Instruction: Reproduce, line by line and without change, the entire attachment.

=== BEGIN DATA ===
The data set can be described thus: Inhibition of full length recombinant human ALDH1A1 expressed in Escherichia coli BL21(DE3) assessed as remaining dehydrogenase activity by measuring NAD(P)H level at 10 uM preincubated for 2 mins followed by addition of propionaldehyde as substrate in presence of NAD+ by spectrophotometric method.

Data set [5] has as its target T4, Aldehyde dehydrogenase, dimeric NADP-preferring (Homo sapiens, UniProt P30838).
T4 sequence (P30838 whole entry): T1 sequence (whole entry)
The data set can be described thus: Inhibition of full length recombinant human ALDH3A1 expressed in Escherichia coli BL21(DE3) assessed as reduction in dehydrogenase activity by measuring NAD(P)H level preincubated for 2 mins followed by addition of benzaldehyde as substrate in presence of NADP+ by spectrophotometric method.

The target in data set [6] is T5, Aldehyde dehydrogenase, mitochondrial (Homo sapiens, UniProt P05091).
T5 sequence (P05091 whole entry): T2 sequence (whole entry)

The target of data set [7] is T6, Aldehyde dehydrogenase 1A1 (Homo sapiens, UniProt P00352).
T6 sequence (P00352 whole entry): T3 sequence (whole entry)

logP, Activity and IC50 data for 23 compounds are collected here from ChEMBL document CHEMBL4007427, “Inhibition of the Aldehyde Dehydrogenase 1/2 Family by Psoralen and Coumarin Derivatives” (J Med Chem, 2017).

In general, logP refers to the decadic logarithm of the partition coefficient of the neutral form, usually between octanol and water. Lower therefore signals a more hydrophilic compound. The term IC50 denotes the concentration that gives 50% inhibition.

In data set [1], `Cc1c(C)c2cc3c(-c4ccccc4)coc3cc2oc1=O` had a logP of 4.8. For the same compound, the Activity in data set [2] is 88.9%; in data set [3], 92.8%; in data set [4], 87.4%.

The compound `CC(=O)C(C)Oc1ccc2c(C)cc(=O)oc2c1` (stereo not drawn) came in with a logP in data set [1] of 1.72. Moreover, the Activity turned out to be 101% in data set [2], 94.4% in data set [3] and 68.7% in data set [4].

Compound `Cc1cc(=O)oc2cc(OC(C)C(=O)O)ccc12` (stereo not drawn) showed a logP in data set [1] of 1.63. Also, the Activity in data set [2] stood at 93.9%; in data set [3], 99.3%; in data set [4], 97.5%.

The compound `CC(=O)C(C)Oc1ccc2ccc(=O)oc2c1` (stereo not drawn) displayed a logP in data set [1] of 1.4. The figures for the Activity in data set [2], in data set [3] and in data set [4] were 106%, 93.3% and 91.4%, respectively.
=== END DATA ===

The data set can be described thus: Inhibition of full length recombinant human ALDH1A1 expressed in Escherichia coli BL21(DE3) assessed as remaining dehydrogenase activity by measuring NAD(P)H level at 10 uM preincubated for 2 mins followed by addition of propionaldehyde as substrate in presence of NAD+ by spectrophotometric method.

Data set [5] has as its target T4, Aldehyde dehydrogenase, dimeric NADP-preferring (Homo sapiens, UniProt P30838).
T4 sequence (P30838 whole entry): T1 sequence (whole entry)
The data set can be described thus: Inhibition of full length recombinant human ALDH3A1 expressed in Escherichia coli BL21(DE3) assessed as reduction in dehydrogenase activity by measuring NAD(P)H level preincubated for 2 mins followed by addition of benzaldehyde as substrate in presence of NADP+ by spectrophotometric method.

The target in data set [6] is T5, Aldehyde dehydrogenase, mitochondrial (Homo sapiens, UniProt P05091).
T5 sequence (P05091 whole entry): T2 sequence (whole entry)

The target of data set [7] is T6, Aldehyde dehydrogenase 1A1 (Homo sapiens, UniProt P00352).
T6 sequence (P00352 whole entry): T3 sequence (whole entry)

logP, Activity and IC50 data for 23 compounds are collected here from ChEMBL document CHEMBL4007427, “Inhibition of the Aldehyde Dehydrogenase 1/2 Family by Psoralen and Coumarin Derivatives” (J Med Chem, 2017).

In general, logP refers to the decadic logarithm of the partition coefficient of the neutral form, usually between octanol and water. Lower therefore signals a more hydrophilic compound. The term IC50 denotes the concentration that gives 50% inhibition.

In data set [1], `Cc1c(C)c2cc3c(-c4ccccc4)coc3cc2oc1=O` had a logP of 4.8. For the same compound, the Activity in data set [2] is 88.9%; in data set [3], 92.8%; in data set [4], 87.4%.

The compound `CC(=O)C(C)Oc1ccc2c(C)cc(=O)oc2c1` (stereo not drawn) came in with a logP in data set [1] of 1.72. Moreover, the Activity turned out to be 101% in data set [2], 94.4% in data set [3] and 68.7% in data set [4].

Compound `Cc1cc(=O)oc2cc(OC(C)C(=O)O)ccc12` (stereo not drawn) showed a logP in data set [1] of 1.63. Also, the Activity in data set [2] stood at 93.9%; in data set [3], 99.3%; in data set [4], 97.5%.

The compound `CC(=O)C(C)Oc1ccc2ccc(=O)oc2c1` (stereo not drawn) displayed a logP in data set [1] of 1.4. The figures for the Activity in data set [2], in data set [3] and in data set [4] were 106%, 93.3% and 91.4%, respectively.